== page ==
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Concrete

The Wall of Nishihara, by Sabaoarch (Photo: Yuji Nishijima)

As our cities grow increasingly crowded and house prices rise, plots that would have once been considered unsuitable for building upon are becoming more attractive and profitable. With this in mind, Tokyo's 3 m (9.8 ft) wide Wall of Nishihara is located on a plot shoehorned between two roads.  Read More

A study carried out at MIT suggests that altering the quantities of materials in cement mi...

As one of our most relied upon construction materials, concrete makes a significant contribution to our overall carbon emissions. Calcium-based substances are heated at high temperatures to form the cement, a process that produces carbon dioxide. But by slightly altering the quantities of materials used, scientists from MIT have uncovered a new method of cement mixing that could reduce these emissions by more than half.  Read More

Andrey Rudenko's 3D-printed castle

Though 3D printing technology is still relatively new, it may become an important tool for architects and the construction industry, as highlighted by projects like the recent 3D-printing of 10 homes in a day. The latest example of this progress comes via US-based Andrey Rudenko, who has created a small concrete "castle" structure in his backyard using a large 3D printer he built himself. Next up, he's making a house.  Read More

The Seaside Periscope, by Adam Wierciński (Image: Adam Wierciński Architekt)

It's no easy task for an architect to put his or her stamp on basic facilities like public restrooms. Architect Adam Wierciński has managed it though, and his Seaside Periscope concept comprises a public toilet that sports a working periscope system.  Read More

A concrete beam coated with the skin (above), and a computer map of the cracks in it

Although concrete structures such as bridges are now often built with strain sensors embedded within them, that certainly hasn't always been the case. In order to alert authorities to cracks developing within these older structures, one solution involves attaching sensors to them. Researchers from North Carolina State University and the University of Eastern Finland are working on an alternative, however – an electrically-conductive paint-on "sensing skin."  Read More

House for Trees, by Vo Trong Nghia Architects (Photo: Hiroyuki Oki)

Like many inner-city residential areas, the Tan Binh district in Vietnam's Ho Chi Min City is rather lacking in greenery. Local firm Vo Trong Nghia Architects sought to make daily life more comfortable for one family by constructing something of a private oasis within the bustling metropolis.  Read More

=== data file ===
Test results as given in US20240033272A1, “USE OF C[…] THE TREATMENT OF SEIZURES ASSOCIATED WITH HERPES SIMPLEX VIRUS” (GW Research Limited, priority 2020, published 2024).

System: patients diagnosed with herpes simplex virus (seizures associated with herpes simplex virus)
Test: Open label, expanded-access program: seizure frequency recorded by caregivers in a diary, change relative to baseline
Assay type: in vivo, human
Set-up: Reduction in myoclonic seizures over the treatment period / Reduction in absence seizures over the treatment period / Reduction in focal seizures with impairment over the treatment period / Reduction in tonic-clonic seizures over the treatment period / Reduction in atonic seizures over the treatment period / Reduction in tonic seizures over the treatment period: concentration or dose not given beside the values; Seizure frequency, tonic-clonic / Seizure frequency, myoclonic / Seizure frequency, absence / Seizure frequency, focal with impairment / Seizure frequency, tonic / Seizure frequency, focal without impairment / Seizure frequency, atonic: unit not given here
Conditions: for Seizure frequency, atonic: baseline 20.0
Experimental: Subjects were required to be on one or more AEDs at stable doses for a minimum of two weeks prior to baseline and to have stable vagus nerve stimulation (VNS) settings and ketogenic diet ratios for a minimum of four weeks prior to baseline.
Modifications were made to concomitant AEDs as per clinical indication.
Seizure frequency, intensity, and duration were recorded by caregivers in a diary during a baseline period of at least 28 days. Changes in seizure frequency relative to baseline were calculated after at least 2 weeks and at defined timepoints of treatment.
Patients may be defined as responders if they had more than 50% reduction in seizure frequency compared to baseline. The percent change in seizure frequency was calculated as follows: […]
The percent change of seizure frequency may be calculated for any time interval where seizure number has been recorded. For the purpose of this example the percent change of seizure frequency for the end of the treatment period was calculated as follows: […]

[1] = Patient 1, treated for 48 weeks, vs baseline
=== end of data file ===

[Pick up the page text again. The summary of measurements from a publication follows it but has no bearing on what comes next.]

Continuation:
Inside a test dome built using the pneumatic wedge method

There probably aren't many domed concrete structures where you live, and there's a reason for that – they're difficult to build. Doing so usually requires the construction of a supporting wooden structure, that holds the concrete in place while it hardens. Now, however, a team at the Vienna University of Technology has devised a system that allows concrete shell structures to simply be "inflated" and cinched together with a steel cable.  Read More

Taizhou Bridge under construction

The 2,940-m long Taizhou Bridge has won the Supreme Award for Structural Engineering Excellence at this year's Structural Awards. The event gives the nod to a variety of structures across numerous categories, but it was the three-tower, long-span suspension bridge, the first of its kind, which received the overall "Supreme" gong. Read more about the project and the individual category winners after the cut.  Read More

Detail of the inter-locking panels of the facade. Ardmore Residence, Singapore, by UN Stud...

The 36-story Ardmore Residence in Singapore designed by Dutch firm UNStudio heralds a "new breed" of residential skyscraper for the region. Employing an innovative inter-locking system of construction, the building features a distinctive, organically-inspired facade and a design concept focused on the natural landscape of the Garden City of Singapore.  Read More

The gesture-controlled PACO concrete speaker from Digital Habit(s)

Visitors to the homes of audio buffs might well be surprised to find weighty blocks of concrete breaking up the living room's otherwise colorful designer decor. These high-end music lovers have turned their backs on the unwelcome distortion and color that can be caused by oscillations of MDF, wood or plastic speaker cabinets, and plumped for drivers housed in concrete. If you can't afford, or don't have room for, large commercially-available floor-standing units like the exquisite N1 loudspeakers from Germany's Concrete Audio, Italy's Digital Habit(s) design house has created a gesture-controlled, Bluetooth-enabled tabletop speaker called PACO, which can be built at home using open source plans, or bought fully assembled.  Read More

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